Latest retail figures show a stable PC market, led by Apple and cheap notebooks

It looks like the PC market will live for at least another quarter. New sales figures from the U.S. retail channel show slight gains over last year during the back-to-school buying season. Apple had the most impressive results, with sub-$300 notebooks (including Chromebooks) also doing well.
Written by Ed Bott, Senior Contributing Editor

The PC market isn’t dead yet.

In fact, recent data from the back-to-school shopping season in the United States show a few segments of the retail PC market rebounding impressively after declining last year.

The new study, from the NPD Group Weekly Tracking Service, covers the period from July 4 through the first week in September (Labor Day week). During that 10-week period, sales of PCs in the consumer retail channel grew by almost 3 percent over the previous year.

The consumer market, which also serves small business, includes big box stores, smaller retail outlets, online resellers, and Apple’s retail stores.

A look at the winners and losers offers some hints about trends for the rest of the year.

The biggest winner? NPD’s Stephen Baker called Apple “one of the star performers,” with sales up 16 percent over the same period last year.

Chromebooks also continued to make inroads. According to Baker, devices running Chrome OS accounted for more than 5 percent of notebook sales and nearly one in five sales in the under-$300  category.

Windows PCs are down in popularity among retail buyers. Two years ago, more than 75 percent of PCs sold during this period were running Windows. In 2014, that share has declined to 68.4 percent.

There are some bright spots for Windows PC OEMs, however. Sales of entry-level Windows notebooks (priced under $300) increased by some 37 percent year over year.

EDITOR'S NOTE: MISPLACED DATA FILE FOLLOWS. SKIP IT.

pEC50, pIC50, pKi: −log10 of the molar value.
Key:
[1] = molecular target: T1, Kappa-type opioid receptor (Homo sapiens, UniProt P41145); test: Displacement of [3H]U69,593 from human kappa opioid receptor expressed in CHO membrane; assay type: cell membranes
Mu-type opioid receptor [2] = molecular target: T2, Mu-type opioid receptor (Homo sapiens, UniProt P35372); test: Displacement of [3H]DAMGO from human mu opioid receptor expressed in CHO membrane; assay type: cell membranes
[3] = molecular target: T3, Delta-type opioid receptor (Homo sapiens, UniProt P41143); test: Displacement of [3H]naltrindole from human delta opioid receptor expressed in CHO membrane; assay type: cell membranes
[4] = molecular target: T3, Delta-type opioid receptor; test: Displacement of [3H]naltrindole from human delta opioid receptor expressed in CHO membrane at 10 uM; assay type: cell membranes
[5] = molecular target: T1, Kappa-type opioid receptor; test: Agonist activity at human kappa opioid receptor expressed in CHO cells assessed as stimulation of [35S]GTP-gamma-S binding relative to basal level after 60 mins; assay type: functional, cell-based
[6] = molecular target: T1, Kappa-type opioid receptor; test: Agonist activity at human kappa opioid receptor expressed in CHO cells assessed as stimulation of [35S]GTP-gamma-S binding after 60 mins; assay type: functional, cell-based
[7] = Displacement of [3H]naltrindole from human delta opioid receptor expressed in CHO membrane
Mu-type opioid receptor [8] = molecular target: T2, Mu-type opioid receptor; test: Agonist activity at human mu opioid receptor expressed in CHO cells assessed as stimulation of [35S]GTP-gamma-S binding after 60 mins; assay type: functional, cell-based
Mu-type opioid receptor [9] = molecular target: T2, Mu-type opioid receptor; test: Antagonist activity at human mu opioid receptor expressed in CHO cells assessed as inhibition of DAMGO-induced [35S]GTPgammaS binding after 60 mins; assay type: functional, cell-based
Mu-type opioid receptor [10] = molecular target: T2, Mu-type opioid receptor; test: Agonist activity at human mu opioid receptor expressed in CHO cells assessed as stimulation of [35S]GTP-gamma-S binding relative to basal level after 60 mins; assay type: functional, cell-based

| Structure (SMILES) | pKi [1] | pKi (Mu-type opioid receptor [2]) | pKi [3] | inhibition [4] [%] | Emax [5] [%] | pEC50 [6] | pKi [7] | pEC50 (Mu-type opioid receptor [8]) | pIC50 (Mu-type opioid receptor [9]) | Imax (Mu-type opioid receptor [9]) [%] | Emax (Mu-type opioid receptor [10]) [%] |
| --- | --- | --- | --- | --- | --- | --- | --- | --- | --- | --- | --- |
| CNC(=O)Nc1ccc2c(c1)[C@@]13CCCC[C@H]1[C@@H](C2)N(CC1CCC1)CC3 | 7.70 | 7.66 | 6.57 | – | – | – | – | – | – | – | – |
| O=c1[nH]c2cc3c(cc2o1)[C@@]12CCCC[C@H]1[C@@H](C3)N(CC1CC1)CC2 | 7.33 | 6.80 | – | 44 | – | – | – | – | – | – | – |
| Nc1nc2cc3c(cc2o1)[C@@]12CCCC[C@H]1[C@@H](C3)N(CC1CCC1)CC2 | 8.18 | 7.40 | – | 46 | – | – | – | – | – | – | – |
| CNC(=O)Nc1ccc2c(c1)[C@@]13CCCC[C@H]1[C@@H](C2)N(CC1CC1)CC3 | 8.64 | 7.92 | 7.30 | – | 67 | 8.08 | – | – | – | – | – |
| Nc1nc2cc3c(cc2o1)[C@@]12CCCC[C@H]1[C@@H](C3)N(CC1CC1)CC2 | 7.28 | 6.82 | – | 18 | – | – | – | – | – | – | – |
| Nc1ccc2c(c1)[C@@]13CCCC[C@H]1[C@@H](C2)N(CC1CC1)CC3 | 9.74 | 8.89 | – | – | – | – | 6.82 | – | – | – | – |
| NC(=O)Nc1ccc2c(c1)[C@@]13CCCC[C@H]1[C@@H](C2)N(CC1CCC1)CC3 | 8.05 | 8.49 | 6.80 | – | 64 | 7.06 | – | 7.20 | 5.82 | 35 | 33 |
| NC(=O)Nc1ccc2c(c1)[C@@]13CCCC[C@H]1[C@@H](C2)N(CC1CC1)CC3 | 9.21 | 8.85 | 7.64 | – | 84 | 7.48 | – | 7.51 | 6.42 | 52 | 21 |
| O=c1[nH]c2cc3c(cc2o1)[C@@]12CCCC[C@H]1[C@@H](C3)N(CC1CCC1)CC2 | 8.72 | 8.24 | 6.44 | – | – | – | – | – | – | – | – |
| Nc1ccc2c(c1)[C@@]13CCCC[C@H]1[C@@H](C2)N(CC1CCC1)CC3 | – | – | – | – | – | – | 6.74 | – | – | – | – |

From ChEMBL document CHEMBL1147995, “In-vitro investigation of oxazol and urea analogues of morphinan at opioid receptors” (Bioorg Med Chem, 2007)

Two-in-one devices, predominantly convertibles like Lenovo’s Yoga line, also did well, accounting for 13 percent of all Windows device sold, a sixfold increase over the previous year. Those results are a validation of some big bets that Lenovo and other PC makers made a year ago. It also confirms a trend toward success for higher-priced ultramobile devices that Gartner flagged at the beginning of summer.

Even conventional Windows desktop towers managed to grow slightly year over year, although that’s likely a reflection of small businesses replacing ancient PCs in the wake of Microsoft dropping support for Windows XP. All-in-ones were down, resulting in flat sales overall for the desktop segment.

The biggest loser? Clunky, boring, Windows-based clamshell notebooks in the $350-600 range, especially those with touchscreens, which Baker says have been squeezed out by aggressive pricing at the bottom of the market and solid competition from high-end convertibles.

(It’s worth noting that NPD’s numbers don’t include sales of Microsoft’s Surface Pro 3, which went on sale during this time period but is counted as a tablet rather than a convertible.)

If you’re looking for clues as to when to buy a new PC, these results suggest holding off. Baker believes PC OEMs are likely to be even more aggressive in the holiday season this year, with prices dropping even lower as companies bid to gain market share in a market that seems, for now at least, to be stable.

Editorial standards